A native of South Africa, Levin received his medical degree at a leading medical school in Johannesburg before completing his residency in psychiatry at the University of California’s Davis Medical Center.

Levin then joined the staff of the U.S. Department of Health and Human Services and later became coordinator of a special program within the department’s Substance Abuse and Mental Health Services Administration. The program integrated primary care, substance abuse, mental health and HIV/AIDS as part of an effort to improve treatment and care for people with both medical and substance abuse problems.

From there Levin returned to school, receiving a master’s degree in public administration from Harvard University’s Kennedy School of Government in 1994. Upon completion of his studies he started a health care consulting company for which he served as president for the next 10 years.

He said around 2004 he accepted an offer to become president and CEO of Medical Education for South African Blacks, a U.S.-based anti-apartheid educational trust that had provided scholarships to South African blacks prior to the end of country’s apartheid government in 1994.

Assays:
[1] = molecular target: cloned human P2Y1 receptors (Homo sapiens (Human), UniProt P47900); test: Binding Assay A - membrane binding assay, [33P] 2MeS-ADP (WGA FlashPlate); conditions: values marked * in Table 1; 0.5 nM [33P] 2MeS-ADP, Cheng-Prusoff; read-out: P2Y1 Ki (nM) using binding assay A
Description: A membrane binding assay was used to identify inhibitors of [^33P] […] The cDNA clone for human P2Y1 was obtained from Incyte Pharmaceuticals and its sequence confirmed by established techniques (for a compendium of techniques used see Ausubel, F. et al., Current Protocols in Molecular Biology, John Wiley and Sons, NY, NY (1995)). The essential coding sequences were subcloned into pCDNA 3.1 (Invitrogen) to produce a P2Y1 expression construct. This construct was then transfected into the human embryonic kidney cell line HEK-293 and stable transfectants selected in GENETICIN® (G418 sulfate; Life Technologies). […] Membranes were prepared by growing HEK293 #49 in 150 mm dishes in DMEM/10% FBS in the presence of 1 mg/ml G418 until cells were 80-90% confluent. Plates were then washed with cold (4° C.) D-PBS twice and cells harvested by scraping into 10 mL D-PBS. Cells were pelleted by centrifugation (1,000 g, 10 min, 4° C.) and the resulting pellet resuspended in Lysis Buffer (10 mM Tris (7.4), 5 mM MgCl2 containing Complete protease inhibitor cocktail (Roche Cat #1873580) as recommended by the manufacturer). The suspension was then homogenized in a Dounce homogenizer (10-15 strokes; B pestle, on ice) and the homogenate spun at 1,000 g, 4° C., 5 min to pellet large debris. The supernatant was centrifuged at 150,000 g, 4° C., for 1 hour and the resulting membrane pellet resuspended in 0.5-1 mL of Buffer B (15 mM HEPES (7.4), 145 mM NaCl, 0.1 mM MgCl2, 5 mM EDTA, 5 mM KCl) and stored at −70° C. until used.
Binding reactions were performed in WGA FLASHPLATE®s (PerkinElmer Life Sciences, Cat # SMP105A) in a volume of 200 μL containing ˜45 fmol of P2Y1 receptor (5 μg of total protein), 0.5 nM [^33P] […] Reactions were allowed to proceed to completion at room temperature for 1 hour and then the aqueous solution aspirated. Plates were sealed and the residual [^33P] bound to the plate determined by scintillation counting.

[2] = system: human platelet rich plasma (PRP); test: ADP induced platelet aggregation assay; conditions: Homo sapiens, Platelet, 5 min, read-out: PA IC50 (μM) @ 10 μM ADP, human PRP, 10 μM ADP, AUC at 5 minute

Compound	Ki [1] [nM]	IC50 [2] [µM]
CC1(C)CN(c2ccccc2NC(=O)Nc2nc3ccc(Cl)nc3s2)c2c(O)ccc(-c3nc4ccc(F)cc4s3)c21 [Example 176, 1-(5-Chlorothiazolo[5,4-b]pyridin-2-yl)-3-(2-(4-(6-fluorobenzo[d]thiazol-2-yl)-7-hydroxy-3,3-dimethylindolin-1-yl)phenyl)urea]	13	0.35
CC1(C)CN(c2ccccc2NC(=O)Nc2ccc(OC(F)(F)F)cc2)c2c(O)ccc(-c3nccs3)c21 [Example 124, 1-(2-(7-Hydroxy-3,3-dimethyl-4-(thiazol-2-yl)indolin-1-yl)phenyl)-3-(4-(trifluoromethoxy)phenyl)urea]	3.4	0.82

Levin said leaders of the organization continued its work in the years following the apartheid system to ensure that black candidates would have the opportunity to enter jobs in the medical profession before improved educational institutions had been established in the country.

“It educated one-third of all black doctors up until six years ago,” he said. “It gave out 11,000 grants. It was truly about how someone can make a difference.”

Prior to coming to the D.C. DOH, earlier this year Levin served as vice president of the American Medical Association for Science, Medicine, and Public Health.

Levin said his involvement in AIDS-related work and the gay community began in the early 1980s during his medical school years in South Africa, when he helped to open the country’s first hospice for people dying of what was then known as “wasting disease.”